Naproxen vs. Ibuprofen: Which Is Better for Arthritis?

Naproxen and ibuprofen belong to a class of drugs called nonsteroidal anti-inflammatory drugs (NSAIDs). They are better known by their brand names Aleve (naproxen) and Advil or Motrin (ibuprofen). Both work to inhibit chemicals that cause inflammation in the body due to arthritis.

These two NSAIDs also have differences. For example, naproxen offers long-lasting relief and is taken twice daily. On the other hand, ibuprofen is a shorter-acting anti-inflammatory that is taken every four to six hours.

Person with arthritis taking over-the-counter pain reliever

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They are both available as pills and liquid capsules, but ibuprofen is also available in liquid form. Naproxen is safe for anyone age 12 and over, whereas small doses of ibuprofen can be given to children under age 12, including infants.

The article will cover the similarities and differences between naproxen and ibuprofen, their effectiveness, safety, and side effects for people with arthritis.

Naproxen vs. Ibuprofen: Which Is More Effective for Arthritis?   

Both naproxen and ibuprofen are effective at reducing pain. They are more effective than Tylenol (acetaminophen), which is not an NSAID. Naproxen and ibuprofen are given as first-line (initial) therapies for many types of arthritis.

Naproxen and ibuprofen are classified as nonselective NSAIDs because they block both cyclooxygenase 2 (COX-2) and cyclooxygenase 1 (COX-1) enzymes. Blocking these enzymes can effectively relieve pain and bring down inflammation.

COX-2 enzymes are involved in pain signaling and inflammation, primarily at the site of inflammation. In addition to those functions, COX-1 enzymes work to protect the stomach lining from digestive juices, and so blocking COX-1 can produce undesirable side effects.

Naproxen will stay active in the body for longer than ibuprofen. Its effects can last up to 12 hours, so you only need two doses to get 24-hour coverage. Naproxen is also available as a prescription-strength extended-relief tablet.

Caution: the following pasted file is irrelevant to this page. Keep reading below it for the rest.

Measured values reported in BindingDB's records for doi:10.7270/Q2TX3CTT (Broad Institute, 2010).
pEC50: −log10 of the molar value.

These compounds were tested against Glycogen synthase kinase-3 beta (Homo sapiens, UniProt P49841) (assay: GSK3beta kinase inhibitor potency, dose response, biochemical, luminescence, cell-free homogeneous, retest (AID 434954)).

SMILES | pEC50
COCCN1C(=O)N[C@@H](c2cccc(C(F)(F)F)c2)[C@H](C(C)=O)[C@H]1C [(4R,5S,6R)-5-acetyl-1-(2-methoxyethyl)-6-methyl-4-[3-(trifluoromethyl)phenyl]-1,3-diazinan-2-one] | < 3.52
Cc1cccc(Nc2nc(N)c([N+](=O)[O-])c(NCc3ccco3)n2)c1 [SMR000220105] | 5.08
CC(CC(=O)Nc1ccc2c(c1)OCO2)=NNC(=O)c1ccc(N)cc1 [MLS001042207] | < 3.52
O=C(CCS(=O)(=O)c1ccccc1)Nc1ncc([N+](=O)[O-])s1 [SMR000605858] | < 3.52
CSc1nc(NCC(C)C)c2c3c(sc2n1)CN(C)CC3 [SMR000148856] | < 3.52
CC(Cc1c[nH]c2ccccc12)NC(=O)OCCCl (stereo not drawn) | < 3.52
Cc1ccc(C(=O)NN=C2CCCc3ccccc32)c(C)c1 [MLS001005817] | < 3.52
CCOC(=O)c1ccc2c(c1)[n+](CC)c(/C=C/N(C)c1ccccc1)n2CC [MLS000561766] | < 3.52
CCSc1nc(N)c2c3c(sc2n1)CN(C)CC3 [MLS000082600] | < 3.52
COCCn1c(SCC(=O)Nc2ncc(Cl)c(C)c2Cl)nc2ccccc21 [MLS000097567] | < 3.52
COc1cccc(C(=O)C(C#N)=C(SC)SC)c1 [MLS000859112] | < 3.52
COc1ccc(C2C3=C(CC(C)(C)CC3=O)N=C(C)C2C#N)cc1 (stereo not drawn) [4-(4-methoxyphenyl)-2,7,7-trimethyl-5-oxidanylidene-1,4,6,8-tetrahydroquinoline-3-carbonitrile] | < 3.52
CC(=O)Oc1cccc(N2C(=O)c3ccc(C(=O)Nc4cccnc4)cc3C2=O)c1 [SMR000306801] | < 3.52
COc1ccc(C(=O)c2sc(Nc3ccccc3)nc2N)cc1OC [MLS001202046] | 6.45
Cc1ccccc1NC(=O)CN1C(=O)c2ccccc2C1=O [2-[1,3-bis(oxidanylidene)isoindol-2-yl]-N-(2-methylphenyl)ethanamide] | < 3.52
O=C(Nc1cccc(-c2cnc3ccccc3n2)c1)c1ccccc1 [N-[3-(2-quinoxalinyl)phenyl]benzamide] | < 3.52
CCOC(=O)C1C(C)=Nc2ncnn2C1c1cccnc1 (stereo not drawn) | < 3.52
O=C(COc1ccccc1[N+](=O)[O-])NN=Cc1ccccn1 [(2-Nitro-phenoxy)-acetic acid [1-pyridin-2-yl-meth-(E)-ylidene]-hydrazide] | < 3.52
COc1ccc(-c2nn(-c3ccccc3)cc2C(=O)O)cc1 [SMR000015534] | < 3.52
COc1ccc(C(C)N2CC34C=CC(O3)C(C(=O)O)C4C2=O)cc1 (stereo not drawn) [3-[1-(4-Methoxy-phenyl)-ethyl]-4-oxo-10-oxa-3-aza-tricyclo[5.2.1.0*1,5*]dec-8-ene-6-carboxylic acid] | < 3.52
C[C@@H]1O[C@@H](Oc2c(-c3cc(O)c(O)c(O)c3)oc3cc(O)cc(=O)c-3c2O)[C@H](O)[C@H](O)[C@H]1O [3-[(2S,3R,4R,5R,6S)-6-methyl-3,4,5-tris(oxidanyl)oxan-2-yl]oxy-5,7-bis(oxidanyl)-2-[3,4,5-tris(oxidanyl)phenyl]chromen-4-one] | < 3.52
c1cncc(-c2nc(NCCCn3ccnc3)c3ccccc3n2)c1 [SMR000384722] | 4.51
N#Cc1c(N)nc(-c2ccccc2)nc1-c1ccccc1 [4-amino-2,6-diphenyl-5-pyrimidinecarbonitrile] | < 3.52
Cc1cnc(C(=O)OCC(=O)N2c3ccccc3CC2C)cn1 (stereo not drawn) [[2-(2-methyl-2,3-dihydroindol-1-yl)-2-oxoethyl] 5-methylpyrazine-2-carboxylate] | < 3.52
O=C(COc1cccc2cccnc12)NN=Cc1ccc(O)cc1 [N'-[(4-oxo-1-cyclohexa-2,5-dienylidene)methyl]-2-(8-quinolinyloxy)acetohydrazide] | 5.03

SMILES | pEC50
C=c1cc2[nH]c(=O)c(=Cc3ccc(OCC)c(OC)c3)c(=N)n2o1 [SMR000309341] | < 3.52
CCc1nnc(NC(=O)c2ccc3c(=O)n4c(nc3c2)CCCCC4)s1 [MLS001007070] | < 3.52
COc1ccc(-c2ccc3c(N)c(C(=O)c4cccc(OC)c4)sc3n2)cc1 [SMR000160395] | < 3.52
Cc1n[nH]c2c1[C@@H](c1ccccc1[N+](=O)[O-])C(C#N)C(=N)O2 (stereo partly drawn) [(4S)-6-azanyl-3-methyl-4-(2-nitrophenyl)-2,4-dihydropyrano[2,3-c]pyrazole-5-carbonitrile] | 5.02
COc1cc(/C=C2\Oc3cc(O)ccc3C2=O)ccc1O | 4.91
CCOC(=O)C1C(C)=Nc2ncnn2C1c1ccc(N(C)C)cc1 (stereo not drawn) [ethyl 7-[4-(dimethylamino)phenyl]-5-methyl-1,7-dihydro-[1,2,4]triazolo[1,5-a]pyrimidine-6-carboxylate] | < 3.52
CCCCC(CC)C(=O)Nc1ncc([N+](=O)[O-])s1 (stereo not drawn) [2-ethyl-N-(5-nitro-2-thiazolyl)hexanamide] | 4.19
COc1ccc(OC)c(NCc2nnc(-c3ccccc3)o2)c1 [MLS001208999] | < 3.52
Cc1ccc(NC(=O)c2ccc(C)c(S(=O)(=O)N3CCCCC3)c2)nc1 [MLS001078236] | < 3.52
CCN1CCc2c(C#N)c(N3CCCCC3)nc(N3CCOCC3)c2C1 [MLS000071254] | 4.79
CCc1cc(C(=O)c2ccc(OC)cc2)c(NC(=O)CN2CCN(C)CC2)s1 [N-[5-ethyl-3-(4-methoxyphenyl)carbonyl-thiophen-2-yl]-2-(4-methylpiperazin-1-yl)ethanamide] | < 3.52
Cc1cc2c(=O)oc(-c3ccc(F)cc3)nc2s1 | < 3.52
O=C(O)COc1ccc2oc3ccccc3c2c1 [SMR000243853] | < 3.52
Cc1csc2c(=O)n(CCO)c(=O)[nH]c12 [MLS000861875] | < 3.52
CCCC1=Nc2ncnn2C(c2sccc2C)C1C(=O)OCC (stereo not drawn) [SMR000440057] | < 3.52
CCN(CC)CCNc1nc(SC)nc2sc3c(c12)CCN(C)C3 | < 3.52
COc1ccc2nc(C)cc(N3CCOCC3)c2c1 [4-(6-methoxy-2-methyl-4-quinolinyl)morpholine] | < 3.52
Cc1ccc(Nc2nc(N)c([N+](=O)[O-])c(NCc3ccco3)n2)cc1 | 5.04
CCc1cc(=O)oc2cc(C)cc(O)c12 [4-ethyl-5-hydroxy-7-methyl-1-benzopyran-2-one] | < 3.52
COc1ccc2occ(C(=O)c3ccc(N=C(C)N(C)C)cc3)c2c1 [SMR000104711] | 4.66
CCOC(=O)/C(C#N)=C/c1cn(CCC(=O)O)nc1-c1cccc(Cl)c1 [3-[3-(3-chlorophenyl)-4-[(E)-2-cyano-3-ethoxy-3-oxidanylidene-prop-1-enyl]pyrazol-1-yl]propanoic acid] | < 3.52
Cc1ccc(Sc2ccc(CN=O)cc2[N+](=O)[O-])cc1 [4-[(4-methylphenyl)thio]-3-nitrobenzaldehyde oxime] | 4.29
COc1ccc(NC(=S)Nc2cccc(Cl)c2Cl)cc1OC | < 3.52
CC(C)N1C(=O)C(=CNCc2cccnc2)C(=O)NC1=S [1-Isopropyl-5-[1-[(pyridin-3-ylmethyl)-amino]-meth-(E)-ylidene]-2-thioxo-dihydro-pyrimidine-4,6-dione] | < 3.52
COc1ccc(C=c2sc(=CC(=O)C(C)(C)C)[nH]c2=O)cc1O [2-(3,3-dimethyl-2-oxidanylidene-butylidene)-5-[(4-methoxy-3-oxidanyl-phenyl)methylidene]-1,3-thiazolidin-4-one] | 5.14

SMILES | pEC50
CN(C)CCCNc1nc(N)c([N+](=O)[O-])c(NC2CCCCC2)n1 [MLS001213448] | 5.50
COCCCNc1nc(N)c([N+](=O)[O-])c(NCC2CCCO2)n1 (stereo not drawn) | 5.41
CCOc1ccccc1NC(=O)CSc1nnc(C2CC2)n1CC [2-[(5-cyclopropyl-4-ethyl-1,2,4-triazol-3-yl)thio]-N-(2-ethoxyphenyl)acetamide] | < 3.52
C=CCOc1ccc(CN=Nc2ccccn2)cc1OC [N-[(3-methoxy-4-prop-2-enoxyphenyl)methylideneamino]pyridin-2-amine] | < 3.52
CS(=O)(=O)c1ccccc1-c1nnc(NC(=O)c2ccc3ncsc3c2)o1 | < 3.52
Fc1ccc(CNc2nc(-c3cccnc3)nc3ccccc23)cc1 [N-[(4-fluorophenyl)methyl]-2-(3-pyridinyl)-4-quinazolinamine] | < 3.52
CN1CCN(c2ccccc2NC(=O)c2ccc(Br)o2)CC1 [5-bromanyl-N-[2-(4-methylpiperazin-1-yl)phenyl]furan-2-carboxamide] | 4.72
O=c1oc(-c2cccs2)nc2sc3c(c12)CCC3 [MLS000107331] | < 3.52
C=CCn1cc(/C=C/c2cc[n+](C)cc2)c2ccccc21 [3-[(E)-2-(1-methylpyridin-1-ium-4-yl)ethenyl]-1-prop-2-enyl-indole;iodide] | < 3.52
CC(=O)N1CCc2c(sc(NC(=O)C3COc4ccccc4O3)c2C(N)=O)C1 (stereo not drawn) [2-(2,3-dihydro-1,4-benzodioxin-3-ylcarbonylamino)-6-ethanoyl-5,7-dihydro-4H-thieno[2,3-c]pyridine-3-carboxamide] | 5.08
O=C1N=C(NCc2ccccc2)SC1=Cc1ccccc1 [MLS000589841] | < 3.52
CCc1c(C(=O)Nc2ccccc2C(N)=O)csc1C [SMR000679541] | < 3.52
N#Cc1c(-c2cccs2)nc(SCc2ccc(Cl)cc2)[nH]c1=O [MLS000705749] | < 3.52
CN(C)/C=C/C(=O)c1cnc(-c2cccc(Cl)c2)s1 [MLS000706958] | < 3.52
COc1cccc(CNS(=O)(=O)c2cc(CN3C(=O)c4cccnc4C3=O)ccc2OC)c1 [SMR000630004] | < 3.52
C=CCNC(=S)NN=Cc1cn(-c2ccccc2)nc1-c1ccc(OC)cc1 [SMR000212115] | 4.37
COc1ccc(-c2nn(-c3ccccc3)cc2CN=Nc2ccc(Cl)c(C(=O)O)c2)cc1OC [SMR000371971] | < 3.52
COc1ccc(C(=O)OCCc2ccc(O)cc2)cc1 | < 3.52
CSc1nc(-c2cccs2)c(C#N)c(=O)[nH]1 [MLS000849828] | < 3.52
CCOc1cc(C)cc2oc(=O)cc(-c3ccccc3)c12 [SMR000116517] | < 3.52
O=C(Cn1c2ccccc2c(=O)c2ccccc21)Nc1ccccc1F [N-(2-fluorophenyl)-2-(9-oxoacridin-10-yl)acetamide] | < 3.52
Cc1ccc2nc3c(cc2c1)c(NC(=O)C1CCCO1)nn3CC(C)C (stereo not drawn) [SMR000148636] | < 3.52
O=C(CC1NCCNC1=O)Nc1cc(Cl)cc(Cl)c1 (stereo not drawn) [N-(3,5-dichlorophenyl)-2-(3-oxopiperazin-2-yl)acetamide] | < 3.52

Ibuprofen is short-acting, so it needs to be taken every four to six hours. The dosing difference between naproxen and ibuprofen makes naproxen a more convenient option for arthritis pain relief.

Naproxen vs. Ibuprofen: Which Is Safer?  

Studies have questioned the safety of NSAIDs like naproxen and ibuprofen due to their effects on cardiovascular health.

Such findings have led the Food and Drug Administration (FDA) to require strong warnings on the drug labels of all NSAID pain relievers related to their risk for heart attack and stroke if taken in high doses for long periods. The risk for heart attack or stroke from NSAID use is higher for people with preexisting heart disease.

What Is Heart Disease?

The terms "heart disease" and "cardiovascular disease" refer to conditions that cause heart and blood vessel problems. Some heart disease conditions are coronary artery disease, high blood pressure, heart attack, stroke, and congestive heart failure.

Naproxen might have a lower risk for heart problems than other NSAIDs. According to a 2017 American Journal of Cardiovascular Drugs report, over-the-counter (OTC) naproxen is believed to pose minimal cardiovascular risk.

The report's authors suggest healthcare providers assess benefits, risks, and appropriate use for each person being treated to address any underlying conditions that might lead to a cardiovascular event.  

Taken occasionally and as directed, NSAIDs are generally safe. But long-term use of NSAIDs can lead to kidney problems and gastrointestinal (GI) troubles.  

Overuse of NSAIDs might lead to acute kidney injury. The risk for kidney damage is the same for all NSAIDs. That risk might be higher for some people, including:  

  • Older adults
  • People taking diuretics (water pills)
  • People who have preexisting kidney problems 

Ibuprofen's risk for ulcers and gastrointestinal (GI) bleeding (esophagus and stomach) is slightly lower than naproxen's. Healthcare providers recommend taking the lowest effective NSAID dose for the shortest time possible to prevent GI problems.

If you are taking NSAID pain relievers to manage arthritis pain, a healthcare provider might prescribe a combination drug of an NSAID and a proton pump inhibitor (PPI) to protect your GI tract. Alternatively, a healthcare provider might suggest adding a PPI to your treatment plan, such as Prilosec (omeprazole) or Nexium (esomeprazole).

Naproxen Side Effects

All medications have side effects. Most of them resolve once the body gets used to the drug. Because naproxen and ibuprofen are both NSAIDs, they cause some of the same side effects.

The most common side effects of naproxen are:

  • Abdominal pain
  • Nausea and vomiting
  • Constipation
  • Diarrhea
  • Heartburn and indigestion
  • Gas or abdominal bloating 
  • Dizziness 

More severe side effects of naproxen include:

  • Ulcers
  • GI bleeding 
  • Perforation (a hole that forms through the stomach, large bowel, or small intestine)